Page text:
• 1 1/2 ounces pecorino Romano cheese, grated with a Microplane grater (about 1 cup), plus more for garnish
  • 1 1/2 ounces Parmigiano-Reggiano cheese, grated with a Microplane grater (about 1 cup)
  • 1 Cup reserved pasta cooking water

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Chicken Bacon Ranch Meatballs


Ground chicken breast is one of my favorite ways to build a base for a #Keto meal!  It’s so versatile, mixes so well with most of my favorite ingredients, and is so easy to meal prep for the week ahead, that it’s become my go-to for creating new #KetoRecipes

This recipe for #ChickenBaconRanchMeatballs is fun because you can eat them all alone or pop them on a skewer between a piece of lettuce and 1/2 a plum or cherry tomato and drizzle with some ranch dressing for a fun lunch, light dinner, or appetizer.  #ThisGirlLovesToEat

Chicken Bacon Ranch Meatballs

  • 2 Pounds Ground Chicken Breast
  • 4 Pieces Thick Cut Bacon
  • 3 Pieces Thick Cut Peppered Bacon
  • 1 Large Egg
  • 2 Cups Fresh Baby Spinach
  • 1 TBLS Olive Oil
  • 4 TBLS Ranch Dressing
  • 1/2 Cup Panko
  • Olive Oil Spray


Using your hands, combine all of the ingredients in a medium bowl until well mixed.

Spray the basket in your air fryer lightly with olive oil spray, place a layer of meatballs, with space between for the air to flow around, set the temperature to 380° F, and set the timer for 8 minutes. Cook the meatballs, shaking them to turn them about halfway through so they brown evenly.

Quick, easy and oh so tasty!


Ultimate Shrimp & Grits

I’ll never be able to do enough cardio to exercise off the deep love I have for the food of my Daddy’s Alabama family.  Shrimp & Grits are, by far, the one dish I can never say no to, as my jeans will attest…

This Food Network recipe from Tyler Florence tabs itself the “Ultimate” and I have to say, he’s not just tooting his own horn.  This dish is pretty damn good & it satisfies my 3 recipe musts:

  • Must be quick
  • Must have ingredients that are easy to find
  • Must not require culinary school skills to make!

Tyler Florence’s Ultimate Shrimp & Grits

  • 3 cups milk
  • 3 cups heavy cream
  • 1 cup stone-ground white cornmeal
  • 2 tablespoons unsalted butter
  • Kosher salt
  • Freshly ground black pepper

Place a 3-quart pot over medium-high heat. Add the milk and cream. Slowly whisk in the cornmeal. When the grits begin to bubble, turn the heat down to medium low and simmer, stirring frequently with a wooden spoon. Allow to cook for 10 to 15 minutes, until the mixture is smooth and thick. Remove from heat and stir in the butter, thin it out with a little extra cream. Season with salt and pepper.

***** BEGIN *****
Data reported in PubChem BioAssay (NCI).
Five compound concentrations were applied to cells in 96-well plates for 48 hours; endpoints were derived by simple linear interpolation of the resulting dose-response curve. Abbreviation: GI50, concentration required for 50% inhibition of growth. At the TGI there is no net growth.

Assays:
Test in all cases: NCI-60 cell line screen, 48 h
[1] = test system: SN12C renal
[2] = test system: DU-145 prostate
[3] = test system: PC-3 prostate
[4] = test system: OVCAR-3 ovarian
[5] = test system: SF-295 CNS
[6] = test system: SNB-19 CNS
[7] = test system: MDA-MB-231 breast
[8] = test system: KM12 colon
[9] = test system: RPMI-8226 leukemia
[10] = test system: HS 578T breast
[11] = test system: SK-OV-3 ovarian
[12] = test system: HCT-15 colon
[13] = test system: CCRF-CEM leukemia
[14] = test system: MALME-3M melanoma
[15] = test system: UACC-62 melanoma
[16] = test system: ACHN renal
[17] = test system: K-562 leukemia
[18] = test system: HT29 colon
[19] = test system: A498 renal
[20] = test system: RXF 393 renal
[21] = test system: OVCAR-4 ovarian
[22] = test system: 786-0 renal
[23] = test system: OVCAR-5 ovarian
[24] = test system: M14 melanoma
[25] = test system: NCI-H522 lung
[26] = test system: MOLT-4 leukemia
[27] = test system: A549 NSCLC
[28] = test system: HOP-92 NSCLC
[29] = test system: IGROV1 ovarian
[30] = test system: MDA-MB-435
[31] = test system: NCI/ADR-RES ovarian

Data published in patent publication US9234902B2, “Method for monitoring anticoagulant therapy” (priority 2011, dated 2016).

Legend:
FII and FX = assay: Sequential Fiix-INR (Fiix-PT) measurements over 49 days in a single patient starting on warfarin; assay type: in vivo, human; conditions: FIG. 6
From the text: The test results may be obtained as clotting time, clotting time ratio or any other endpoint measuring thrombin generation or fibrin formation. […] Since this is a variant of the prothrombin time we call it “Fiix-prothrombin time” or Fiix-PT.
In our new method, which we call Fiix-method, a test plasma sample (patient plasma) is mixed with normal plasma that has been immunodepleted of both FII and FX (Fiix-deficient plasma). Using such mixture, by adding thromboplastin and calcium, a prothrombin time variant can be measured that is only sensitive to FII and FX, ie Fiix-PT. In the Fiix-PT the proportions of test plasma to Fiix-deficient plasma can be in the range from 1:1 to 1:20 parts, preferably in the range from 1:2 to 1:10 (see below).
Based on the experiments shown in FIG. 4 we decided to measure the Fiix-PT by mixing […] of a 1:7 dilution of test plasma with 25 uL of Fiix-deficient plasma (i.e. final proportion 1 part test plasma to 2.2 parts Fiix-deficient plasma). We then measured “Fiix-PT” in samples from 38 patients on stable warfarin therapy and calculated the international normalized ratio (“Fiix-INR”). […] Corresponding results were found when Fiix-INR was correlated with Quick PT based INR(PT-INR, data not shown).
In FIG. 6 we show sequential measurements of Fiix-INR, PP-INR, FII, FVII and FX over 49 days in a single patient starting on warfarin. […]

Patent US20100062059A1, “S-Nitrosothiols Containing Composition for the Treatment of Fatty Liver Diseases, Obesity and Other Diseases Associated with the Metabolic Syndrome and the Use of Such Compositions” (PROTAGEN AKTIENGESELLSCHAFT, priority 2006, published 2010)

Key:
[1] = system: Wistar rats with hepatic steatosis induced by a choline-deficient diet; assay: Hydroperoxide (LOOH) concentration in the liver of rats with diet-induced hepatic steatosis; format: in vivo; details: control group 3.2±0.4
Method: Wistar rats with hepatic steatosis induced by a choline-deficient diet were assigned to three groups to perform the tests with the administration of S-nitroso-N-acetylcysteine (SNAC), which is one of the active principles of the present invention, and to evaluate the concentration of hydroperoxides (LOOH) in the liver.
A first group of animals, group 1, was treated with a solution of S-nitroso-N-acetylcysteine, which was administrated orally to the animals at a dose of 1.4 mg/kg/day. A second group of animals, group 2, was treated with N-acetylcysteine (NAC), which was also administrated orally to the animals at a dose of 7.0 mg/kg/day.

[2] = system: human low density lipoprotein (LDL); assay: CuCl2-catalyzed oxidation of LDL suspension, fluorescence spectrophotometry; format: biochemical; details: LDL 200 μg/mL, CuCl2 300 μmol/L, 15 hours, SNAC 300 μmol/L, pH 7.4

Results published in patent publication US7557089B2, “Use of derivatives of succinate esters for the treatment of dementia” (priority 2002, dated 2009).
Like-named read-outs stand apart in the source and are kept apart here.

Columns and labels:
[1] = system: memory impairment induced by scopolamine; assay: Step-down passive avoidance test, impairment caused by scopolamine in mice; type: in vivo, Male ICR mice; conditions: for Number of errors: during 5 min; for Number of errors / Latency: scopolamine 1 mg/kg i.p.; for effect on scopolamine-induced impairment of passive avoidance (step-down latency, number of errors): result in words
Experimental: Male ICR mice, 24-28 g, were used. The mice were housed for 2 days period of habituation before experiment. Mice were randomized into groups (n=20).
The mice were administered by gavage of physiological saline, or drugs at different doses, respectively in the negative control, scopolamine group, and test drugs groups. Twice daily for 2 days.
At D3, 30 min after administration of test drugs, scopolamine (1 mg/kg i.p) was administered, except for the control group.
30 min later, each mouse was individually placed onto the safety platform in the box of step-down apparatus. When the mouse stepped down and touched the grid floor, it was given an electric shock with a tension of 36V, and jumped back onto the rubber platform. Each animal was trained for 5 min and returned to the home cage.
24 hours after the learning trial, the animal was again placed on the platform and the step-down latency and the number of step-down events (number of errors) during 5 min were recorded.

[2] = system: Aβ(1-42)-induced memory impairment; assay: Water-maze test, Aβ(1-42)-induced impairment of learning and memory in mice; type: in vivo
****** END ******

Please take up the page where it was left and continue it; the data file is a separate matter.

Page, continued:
• 2 TBLS extra virgin olive oil
  • 1 medium white onion, minced
  • 2 cloves garlic chopped (1 tsp pre-chopped in the jar)
  • 1 pound Andouille, or spicy Italian sausage, cut in chunks
  • 1/4 cup all-purpose flour
  • 2 cups chicken stock
  • 2 to 3 bay leaves
  • 2 pounds raw large shrimp, peeled and deveined, tails on
  • pinch cayenne pepper (to taste)
  • 1/2 lemon, juiced
  • kosher salt
  • freshly ground black pepper
  • 2 TBLS finely chopped flat leaf parsley
  • 4 green onions, sliced

Place a deep skillet over medium heat and coat with the olive oil. Add the onion and garlic; saute for 2 minutes to soften. Add the sausage and cook, stirring, until there is a fair amount of fat in the pan and the sausage is brown. Sprinkle in the flour and stir with a wooden spoon to create a roux. Slowly pour in the chicken stock and continue to stir to avoid lumps. Toss in the bay leaves. When the liquid comes to a simmer, add the shrimp. Poach the shrimp in the stock for 2 to 3 minutes, until they are firm and pink and the gravy is smooth and thick. Add the cayenne pepper, Tabasco and lemon juice. Season with salt and pepper; stir in the parsley and green onion. Spoon the grits into a serving bowl. Add the shrimp mixture and mix well. Serve immediately with crusty bread and ice cold beer. #ThisGirlLovesToEat

Fit Fat Tuesday Feast

IMG_5098I love the comfort foods of winter but, because California gets a very short spell of cool weather, that means that I can’t just eat what I want and hide under sweatshirts and big sweaters…UG!  Case in point:  last week we had some of our lowest temperatures for late January/early February and this week it’s been in the high 80’s and low 90’s.  I am going to be back in spring clothes before too long, so I have to stick to my diet plan.

Just because I’m watching what I eat doesn’t mean I can’t enjoy Fat Tuesday, right?  By re-working one of my favorite Mardi Gras delights, I can (and did!) Laissez les bon temps roulez.

Let the Good Times Roll “California Style” Jambalaya

  • 1 – 12 oz Chub Jimmy Dean Reduced Fat Premium Pork Sausage
  • 2/3 pound Boneless Skinless Chicken Breast Diced
  • 12 oz – Raw (Peeled, Deveined & Tails Removed) Shrimp
  • 6 oz – Aidell’s Cajun Style Andouille Sausage
  • 1 – 14.5 oz Diced Fire Roasted Tomatoes
  • 2 Pkgs – Uncle Ben’s Ready Rice Natural Whole Grain Brown Rice (90 Second Microwave Packages)
  • 1 Red Bell Pepper – Chopped
  • 1 Green Bell Pepper – Chopped
  • 1 Bunch Green Onions
  • 2 TBLS Olive Oil
  • 2 Cloves Garlic (Peeled & Minced)
  • 2 TBLS Zatarain’s Cajun Spice Blend
  • Cayenne Pepper, Black Pepper To Taste

In a heavy duty skillet, preheated over medium-high heat, add 1 TBLS olive oil, the garlic, chopped onions, and chopped bell peppers.  Cook while stirring about 5 minutes.